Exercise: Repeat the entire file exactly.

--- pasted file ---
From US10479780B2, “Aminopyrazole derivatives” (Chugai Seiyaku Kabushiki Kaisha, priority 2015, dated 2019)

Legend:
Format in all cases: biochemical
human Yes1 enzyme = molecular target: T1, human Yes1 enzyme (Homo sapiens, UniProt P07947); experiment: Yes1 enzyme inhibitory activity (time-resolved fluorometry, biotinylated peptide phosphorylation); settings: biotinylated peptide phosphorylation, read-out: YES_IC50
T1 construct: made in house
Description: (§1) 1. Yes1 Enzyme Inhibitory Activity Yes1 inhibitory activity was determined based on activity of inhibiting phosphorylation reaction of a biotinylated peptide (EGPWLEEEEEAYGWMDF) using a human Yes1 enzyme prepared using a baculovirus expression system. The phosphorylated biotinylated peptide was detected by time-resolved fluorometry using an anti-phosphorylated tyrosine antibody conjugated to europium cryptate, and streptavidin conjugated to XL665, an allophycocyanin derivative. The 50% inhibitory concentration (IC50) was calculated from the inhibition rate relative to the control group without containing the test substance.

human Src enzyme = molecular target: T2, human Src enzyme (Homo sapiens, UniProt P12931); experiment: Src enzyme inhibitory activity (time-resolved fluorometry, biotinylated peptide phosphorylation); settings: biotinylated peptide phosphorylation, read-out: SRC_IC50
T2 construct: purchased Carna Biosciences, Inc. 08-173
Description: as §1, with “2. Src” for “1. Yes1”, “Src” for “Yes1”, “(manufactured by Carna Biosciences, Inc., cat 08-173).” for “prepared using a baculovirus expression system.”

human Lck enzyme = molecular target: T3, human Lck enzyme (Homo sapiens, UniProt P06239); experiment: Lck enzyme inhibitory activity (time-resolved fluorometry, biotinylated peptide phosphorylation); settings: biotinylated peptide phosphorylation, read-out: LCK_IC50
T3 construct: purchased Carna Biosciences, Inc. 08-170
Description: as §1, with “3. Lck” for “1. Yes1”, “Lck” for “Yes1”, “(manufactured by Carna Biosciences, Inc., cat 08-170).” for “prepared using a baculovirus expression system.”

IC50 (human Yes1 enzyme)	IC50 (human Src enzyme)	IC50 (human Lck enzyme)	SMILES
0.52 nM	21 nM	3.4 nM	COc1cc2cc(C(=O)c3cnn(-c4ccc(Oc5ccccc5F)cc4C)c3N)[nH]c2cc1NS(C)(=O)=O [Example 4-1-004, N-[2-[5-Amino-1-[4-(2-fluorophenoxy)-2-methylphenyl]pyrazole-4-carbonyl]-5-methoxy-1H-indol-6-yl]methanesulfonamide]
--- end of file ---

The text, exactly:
From US10479780B2, “Aminopyrazole derivatives” (Chugai Seiyaku Kabushiki Kaisha, priority 2015, dated 2019)

Legend:
Format in all cases: biochemical
human Yes1 enzyme = molecular target: T1, human Yes1 enzyme (Homo sapiens, UniProt P07947); experiment: Yes1 enzyme inhibitory activity (time-resolved fluorometry, biotinylated peptide phosphorylation); settings: biotinylated peptide phosphorylation, read-out: YES_IC50
T1 construct: made in house
Description: (§1) 1. Yes1 Enzyme Inhibitory Activity Yes1 inhibitory activity was determined based on activity of inhibiting phosphorylation reaction of a biotinylated peptide (EGPWLEEEEEAYGWMDF) using a human Yes1 enzyme prepared using a baculovirus expression system. The phosphorylated biotinylated peptide was detected by time-resolved fluorometry using an anti-phosphorylated tyrosine antibody conjugated to europium cryptate, and streptavidin conjugated to XL665, an allophycocyanin derivative. The 50% inhibitory concentration (IC50) was calculated from the inhibition rate relative to the control group without containing the test substance.

human Src enzyme = molecular target: T2, human Src enzyme (Homo sapiens, UniProt P12931); experiment: Src enzyme inhibitory activity (time-resolved fluorometry, biotinylated peptide phosphorylation); settings: biotinylated peptide phosphorylation, read-out: SRC_IC50
T2 construct: purchased Carna Biosciences, Inc. 08-173
Description: as §1, with “2. Src” for “1. Yes1”, “Src” for “Yes1”, “(manufactured by Carna Biosciences, Inc., cat 08-173).” for “prepared using a baculovirus expression system.”

human Lck enzyme = molecular target: T3, human Lck enzyme (Homo sapiens, UniProt P06239); experiment: Lck enzyme inhibitory activity (time-resolved fluorometry, biotinylated peptide phosphorylation); settings: biotinylated peptide phosphorylation, read-out: LCK_IC50
T3 construct: purchased Carna Biosciences, Inc. 08-170
Description: as §1, with “3. Lck” for “1. Yes1”, “Lck” for “Yes1”, “(manufactured by Carna Biosciences, Inc., cat 08-170).” for “prepared using a baculovirus expression system.”

IC50 (human Yes1 enzyme)	IC50 (human Src enzyme)	IC50 (human Lck enzyme)	SMILES
0.52 nM	21 nM	3.4 nM	COc1cc2cc(C(=O)c3cnn(-c4ccc(Oc5ccccc5F)cc4C)c3N)[nH]c2cc1NS(C)(=O)=O [Example 4-1-004, N-[2-[5-Amino-1-[4-(2-fluorophenoxy)-2-methylphenyl]pyrazole-4-carbonyl]-5-methoxy-1H-indol-6-yl]methanesulfonamide]